Europe economy

  1. Eurozone growth lukewarm as France and Italy shrink

    Shipyard welder

    Eurozone GDP growth slowed to 0.1% quarter-on-quarter in the last three months of 2019, dragged down by France and Italy.

    The EU's statistics office, Eurostat, said growth for the period in the 19-country area was 0.9% year-on-year, a downward revision from the previously estimated 1% growth.

    The quarterly growth rate was down from the 0.3% expansion seen in the third quarter because of a 0.1% contraction in the second-biggest economy, France, and a 0.3% contraction in the third-biggest, Italy.

    As we told you earlier, German growth stagnated.

  2. Coronavirus 'a cause for concern'

    Christine Lagarde

    Eurozone growth remains modest but there are tentative signs of stabilisation, even if the coronavirus outbreak in China clouds the horizon, European Central Bank President Christine Lagarde has told a parliamentary hearing.

    Ms Lagarde said ECB support was still needed to shield the currency bloc from global headwinds.

    "While uncertainties surrounding the global economic environment remain elevated, those related to trade tensions between the US and China are receding," Ms Lagarde said in comments that largely reflect earlier ECB statements.

    "Other risks, however, are still lingering or – such as the uncertainty surrounding the impact of the coronavirus – are a renewed source of concern," Ms Lagarde told the European Parliament's committee on economic affairs in Brussels.

  3. German factories fear coronavirus impact

    ThyssenKrupp steel factory in Duisburg

    German factory owners are less gloomy than they have been in recent months, but they are still feeling the pain of the US-China trade war and they fear weaker exports because of the coronavirus outbreak in China.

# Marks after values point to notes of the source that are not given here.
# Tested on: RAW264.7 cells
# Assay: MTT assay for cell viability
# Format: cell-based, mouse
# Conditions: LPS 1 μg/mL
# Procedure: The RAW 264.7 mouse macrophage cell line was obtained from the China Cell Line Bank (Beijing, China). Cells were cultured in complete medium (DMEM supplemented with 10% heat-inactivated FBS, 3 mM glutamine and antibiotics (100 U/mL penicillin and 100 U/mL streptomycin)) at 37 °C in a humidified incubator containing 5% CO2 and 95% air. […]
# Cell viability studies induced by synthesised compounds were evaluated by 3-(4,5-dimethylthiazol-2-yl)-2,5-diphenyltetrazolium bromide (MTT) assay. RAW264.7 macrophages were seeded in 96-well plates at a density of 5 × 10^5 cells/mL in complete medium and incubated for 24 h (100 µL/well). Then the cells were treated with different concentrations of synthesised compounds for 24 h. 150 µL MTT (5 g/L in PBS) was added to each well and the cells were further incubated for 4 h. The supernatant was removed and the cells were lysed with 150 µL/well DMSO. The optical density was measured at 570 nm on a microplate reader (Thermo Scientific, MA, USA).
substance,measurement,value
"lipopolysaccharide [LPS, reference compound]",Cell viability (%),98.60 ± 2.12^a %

That's the verdict from IHS Markit, which has just released its January Purchasing Managers' Index (PMI) for Germany's manufacturing sector. The figure rose to 45.3 after falling in December, which means it contracted at the slowest pace in 11 months.

    However, it was the 13th month that it stayed below the 50 mark, which indicates growth. Manufacturing accounts for about one-fifth of the German economy, which is the largest in Europe.

    China is Germany's biggest trading partner and Markit said the spread of the virus would hurt German business sentiment.

  4. Eurozone manufacturing and services output 'stable'

    The latest PMI surveys for the Eurozone show that manufacturing and services output growth remained stable and at a modest pace in January, with IHS Markit's Eurozone Composite Flash Purchasing Managers' Index (PMI) remaining unchanged at 50.9.

    IHS Markit said that France and Germany's economies were both seeing a recovery with combined output growth at a five-month high, but in other countries growth of business activity slowing to near-stagnation.

    However business confidence across the single-currency area jumped to a 16-month high.

    “Overall, a stable picture for both growth and inflation will likely reassure the European Central Bank that they are safe to keep monetary policy fixed for now while carrying out a strategy review," said IHS Markit's associate director Andrew Harker.

    View more on twitter
  5. Eurozone economy 'stuck in crawler gear'

    VW car production

    While the latest PMI surveys for the UK indicated both the services and manufacturing sectors contracting in December, the news from the eurozone isn't that much better.

    IHS Markit's eurozone Composite Flash Purchasing Managers' Index (PMI), remained unchanged at 50.6 in December. That's just above the 50 mark which separates expansion from contraction.

    “The eurozone economy closes out 2019 mired in its worst spell since 2013, with businesses struggling against the headwinds of near-stagnant demand and gloomy prospects for the year ahead," said Chris Williamson, chief business economist at IHS Markit.

    “The economy has been stuck in crawler gear for fourth straight months, with the PMI indicative of GDP growing at a quarterly rate of just 0.1%.

    “There are scant signs of any imminent improvement. New order growth remains largely stalled and job creation has almost ground to a halt, down to its lowest for over five years as companies seek to reduce overheads in the weak trading environment and uncertain outlook."